Image
http://www.revetec.com/development.htm
http://www.revetec.com/development2.htm
Image
[quote]Another feature of the Revetec engine is that 60% of downward force applied to the main journal via the crankshaft is deflected to rotational force increasing efficiency in the Revetec engine. The image to the left shows the bearings under the piston (Note: The second bearing on the reverse rotating cam is hidden behind the front bearing - side by side). As the piston pushes down on the bearing the load (shown in yellow) forces the trilobe cams to spread. The deflected force is deflected into the opposing counter-rotating trilobe cam. The contact angle between the point of bearing contact (shown in purple) produces the torque lever (shown in red). The trilobe and bearing sizes determine how long the high leverage occurs and is designed for each individual engine characteristic we are wanting to achieve.

The Revetec “trilobateâ€

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PostPosted: Sat Oct 04, 2008 5:42 am 
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Hello,

Tomorrow evening on "60 Minutes", there will be a segment called "The Race for the Electric Car" which will include the Aptera Typ-1e.

http://www.cbsnews.com/stories/1998/07/08/60minutes/main13502.shtml

And for those of you who miss the broadcast, it will likely be available on the Aptera website.

The production design of the Aptera has been settled: they have significantly lowered the chassis by over 4", and they moved the front wheels rearward by about 3-4". They have added exterior mirrors (either to reduce cost and/or meet the letter of California law -- and the video camerasmay still be an option), and they have added rear quarter windows. And a portion of the side door windows is operable. They have also tweaked the aerodynamics, included pushing the windshield forward and up a little -- they claim that it is now more efficient and safer than before, because of these changes.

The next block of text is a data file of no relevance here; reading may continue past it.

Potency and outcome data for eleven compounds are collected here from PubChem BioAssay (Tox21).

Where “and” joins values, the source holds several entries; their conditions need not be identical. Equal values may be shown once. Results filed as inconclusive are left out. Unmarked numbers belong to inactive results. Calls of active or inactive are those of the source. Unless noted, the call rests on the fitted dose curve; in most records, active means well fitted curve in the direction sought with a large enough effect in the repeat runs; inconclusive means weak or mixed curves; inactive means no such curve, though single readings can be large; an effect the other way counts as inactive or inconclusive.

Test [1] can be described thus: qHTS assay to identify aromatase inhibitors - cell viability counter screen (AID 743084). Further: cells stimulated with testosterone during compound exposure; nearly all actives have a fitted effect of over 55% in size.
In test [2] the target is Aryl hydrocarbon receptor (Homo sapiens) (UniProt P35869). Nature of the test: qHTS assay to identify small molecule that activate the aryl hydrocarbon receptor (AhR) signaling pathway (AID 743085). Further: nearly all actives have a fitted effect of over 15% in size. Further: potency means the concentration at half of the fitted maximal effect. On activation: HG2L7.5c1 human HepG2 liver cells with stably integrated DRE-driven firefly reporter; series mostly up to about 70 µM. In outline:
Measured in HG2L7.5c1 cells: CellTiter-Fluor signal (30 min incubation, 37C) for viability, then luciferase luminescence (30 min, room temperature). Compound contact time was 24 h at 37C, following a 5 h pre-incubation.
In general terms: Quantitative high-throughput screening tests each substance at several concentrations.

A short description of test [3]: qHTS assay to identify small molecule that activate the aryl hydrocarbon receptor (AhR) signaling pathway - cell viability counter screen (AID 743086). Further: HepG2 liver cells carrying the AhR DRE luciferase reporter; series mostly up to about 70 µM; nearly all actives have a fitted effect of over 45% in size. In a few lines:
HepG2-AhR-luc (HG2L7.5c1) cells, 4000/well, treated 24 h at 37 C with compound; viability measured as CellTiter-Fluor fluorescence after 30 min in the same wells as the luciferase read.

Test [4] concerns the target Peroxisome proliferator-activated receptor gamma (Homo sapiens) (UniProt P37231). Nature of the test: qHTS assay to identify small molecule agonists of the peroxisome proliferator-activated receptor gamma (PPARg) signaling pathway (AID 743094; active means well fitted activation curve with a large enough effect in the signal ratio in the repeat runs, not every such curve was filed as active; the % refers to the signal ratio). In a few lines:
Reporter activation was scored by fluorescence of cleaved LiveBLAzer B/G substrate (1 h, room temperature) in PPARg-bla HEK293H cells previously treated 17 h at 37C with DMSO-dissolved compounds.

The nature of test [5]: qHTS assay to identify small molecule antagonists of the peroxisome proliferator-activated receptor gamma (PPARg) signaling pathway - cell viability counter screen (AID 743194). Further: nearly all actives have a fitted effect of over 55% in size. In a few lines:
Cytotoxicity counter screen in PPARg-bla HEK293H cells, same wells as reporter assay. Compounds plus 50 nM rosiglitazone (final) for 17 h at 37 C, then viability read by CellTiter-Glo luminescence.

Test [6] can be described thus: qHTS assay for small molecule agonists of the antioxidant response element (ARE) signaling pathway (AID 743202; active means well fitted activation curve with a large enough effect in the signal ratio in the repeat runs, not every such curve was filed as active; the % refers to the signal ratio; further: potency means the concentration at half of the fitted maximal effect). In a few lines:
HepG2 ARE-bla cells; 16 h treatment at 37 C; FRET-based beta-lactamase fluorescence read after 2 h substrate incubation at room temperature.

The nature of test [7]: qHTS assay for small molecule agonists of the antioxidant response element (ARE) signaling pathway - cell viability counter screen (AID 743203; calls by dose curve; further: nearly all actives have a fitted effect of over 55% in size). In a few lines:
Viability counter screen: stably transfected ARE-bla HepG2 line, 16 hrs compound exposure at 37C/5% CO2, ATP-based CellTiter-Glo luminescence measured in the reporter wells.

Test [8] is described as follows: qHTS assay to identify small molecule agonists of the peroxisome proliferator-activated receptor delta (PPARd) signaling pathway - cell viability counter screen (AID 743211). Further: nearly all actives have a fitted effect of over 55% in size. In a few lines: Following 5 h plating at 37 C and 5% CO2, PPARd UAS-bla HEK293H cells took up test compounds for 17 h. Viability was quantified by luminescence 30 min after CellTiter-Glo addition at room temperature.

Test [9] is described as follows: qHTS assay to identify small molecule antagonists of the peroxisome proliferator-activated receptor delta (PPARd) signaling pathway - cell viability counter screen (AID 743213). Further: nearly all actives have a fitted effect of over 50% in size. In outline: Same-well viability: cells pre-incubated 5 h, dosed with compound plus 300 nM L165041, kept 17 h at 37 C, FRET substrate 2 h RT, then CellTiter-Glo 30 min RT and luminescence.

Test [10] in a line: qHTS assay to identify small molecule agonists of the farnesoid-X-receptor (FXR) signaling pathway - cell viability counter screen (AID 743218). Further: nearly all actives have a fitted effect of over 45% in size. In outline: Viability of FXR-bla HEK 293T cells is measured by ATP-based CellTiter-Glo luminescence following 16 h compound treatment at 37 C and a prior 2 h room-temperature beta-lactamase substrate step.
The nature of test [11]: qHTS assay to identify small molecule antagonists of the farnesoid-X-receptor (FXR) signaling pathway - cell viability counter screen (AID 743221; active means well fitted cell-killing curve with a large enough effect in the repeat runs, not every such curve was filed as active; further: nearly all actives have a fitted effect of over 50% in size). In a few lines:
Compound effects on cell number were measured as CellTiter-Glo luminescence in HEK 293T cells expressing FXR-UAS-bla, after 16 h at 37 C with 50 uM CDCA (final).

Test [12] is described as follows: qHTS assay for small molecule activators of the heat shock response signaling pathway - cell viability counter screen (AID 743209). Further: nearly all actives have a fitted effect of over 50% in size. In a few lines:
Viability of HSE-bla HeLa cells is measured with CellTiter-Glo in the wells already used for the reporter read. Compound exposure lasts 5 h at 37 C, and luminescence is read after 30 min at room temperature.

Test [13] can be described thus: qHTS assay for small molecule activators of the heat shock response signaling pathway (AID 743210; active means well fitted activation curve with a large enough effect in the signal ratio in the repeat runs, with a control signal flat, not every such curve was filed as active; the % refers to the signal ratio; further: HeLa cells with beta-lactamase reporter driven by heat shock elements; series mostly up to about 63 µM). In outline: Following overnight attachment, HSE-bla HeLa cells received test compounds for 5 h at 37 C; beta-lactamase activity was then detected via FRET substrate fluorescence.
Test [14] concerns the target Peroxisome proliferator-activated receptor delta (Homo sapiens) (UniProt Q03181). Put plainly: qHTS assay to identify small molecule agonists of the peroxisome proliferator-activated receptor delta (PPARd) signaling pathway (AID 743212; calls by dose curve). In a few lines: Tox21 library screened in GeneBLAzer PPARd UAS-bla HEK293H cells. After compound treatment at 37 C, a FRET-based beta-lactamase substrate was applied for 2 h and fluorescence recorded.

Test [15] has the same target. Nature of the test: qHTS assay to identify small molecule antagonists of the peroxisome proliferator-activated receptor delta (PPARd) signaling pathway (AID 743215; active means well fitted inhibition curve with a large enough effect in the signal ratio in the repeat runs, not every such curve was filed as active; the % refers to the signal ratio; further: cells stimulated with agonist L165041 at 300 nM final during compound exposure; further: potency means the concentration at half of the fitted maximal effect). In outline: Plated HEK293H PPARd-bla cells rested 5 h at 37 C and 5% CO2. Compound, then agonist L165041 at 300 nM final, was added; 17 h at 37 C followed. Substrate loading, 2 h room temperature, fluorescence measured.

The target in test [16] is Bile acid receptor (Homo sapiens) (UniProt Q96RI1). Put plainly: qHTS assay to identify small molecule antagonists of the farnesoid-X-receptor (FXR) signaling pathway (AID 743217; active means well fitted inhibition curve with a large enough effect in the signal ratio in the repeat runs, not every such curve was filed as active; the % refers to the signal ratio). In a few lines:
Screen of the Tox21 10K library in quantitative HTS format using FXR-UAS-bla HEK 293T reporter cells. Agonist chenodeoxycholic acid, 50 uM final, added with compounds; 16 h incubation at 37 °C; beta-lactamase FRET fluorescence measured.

Here's a comparison of their profiles:
Image

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PostPosted: Sun Oct 05, 2008 9:58 am 
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Hi,

The new Honda Insight debuts at the Paris Auto Show:

Image
(click on image for link)

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PostPosted: Sun Oct 05, 2008 12:21 pm 
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looks a lot cooler than the old Insight. many people have commented on the roofline similarity between this and the current Prius, but given aero requirements not surprising really.

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PostPosted: Sun Oct 05, 2008 1:26 pm